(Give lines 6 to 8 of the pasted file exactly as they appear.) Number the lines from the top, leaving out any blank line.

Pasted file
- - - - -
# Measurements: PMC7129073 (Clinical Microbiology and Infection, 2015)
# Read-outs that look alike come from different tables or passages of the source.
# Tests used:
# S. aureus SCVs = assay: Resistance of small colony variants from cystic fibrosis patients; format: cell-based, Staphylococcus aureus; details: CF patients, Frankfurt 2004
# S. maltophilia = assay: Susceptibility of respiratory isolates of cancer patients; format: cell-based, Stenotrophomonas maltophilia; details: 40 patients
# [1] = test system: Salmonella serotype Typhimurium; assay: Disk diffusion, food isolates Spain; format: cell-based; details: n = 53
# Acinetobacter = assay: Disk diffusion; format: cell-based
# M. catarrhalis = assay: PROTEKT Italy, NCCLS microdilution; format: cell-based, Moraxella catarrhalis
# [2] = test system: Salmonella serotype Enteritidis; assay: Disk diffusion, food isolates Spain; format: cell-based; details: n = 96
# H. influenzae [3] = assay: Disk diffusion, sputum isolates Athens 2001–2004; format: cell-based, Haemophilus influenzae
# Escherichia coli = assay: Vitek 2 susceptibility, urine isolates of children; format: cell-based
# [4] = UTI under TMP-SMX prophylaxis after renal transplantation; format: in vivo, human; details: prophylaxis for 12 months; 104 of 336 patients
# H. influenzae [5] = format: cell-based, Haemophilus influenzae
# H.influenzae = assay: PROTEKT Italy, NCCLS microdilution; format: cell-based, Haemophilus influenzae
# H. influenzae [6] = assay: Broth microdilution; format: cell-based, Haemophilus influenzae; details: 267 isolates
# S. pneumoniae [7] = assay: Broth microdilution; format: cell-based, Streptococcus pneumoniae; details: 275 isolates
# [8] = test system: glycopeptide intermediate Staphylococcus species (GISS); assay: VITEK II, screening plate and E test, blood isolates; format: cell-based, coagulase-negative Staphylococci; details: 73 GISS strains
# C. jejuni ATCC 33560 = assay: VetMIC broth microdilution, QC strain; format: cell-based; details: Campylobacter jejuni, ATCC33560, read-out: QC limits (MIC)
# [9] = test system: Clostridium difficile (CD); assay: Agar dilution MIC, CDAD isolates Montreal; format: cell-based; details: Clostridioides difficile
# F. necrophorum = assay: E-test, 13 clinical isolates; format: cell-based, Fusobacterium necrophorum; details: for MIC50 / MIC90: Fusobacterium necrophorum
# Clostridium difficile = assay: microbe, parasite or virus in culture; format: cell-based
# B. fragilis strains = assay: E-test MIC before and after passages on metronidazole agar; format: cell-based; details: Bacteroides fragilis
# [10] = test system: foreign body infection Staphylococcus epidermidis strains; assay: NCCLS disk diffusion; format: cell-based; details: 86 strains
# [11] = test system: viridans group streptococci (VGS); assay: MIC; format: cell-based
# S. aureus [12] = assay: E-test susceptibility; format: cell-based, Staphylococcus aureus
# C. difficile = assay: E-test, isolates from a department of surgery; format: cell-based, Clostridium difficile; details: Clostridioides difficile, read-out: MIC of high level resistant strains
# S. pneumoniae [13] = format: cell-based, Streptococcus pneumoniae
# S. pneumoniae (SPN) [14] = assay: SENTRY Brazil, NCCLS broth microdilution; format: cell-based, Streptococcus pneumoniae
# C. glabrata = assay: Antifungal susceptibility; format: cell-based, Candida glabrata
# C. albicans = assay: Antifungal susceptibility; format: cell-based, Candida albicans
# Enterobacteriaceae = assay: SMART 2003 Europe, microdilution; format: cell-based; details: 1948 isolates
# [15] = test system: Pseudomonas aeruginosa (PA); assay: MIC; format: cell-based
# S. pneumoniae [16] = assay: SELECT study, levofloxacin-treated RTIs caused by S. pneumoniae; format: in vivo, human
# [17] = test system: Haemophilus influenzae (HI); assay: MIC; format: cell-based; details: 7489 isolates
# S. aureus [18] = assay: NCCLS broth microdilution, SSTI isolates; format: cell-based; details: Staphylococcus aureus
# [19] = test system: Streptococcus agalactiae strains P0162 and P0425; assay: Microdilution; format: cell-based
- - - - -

# [1] = test system: Salmonella serotype Typhimurium; assay: Disk diffusion, food isolates Spain; format: cell-based; details: n = 53
# Acinetobacter = assay: Disk diffusion; format: cell-based
# M. catarrhalis = assay: PROTEKT Italy, NCCLS microdilution; format: cell-based, Moraxella catarrhalis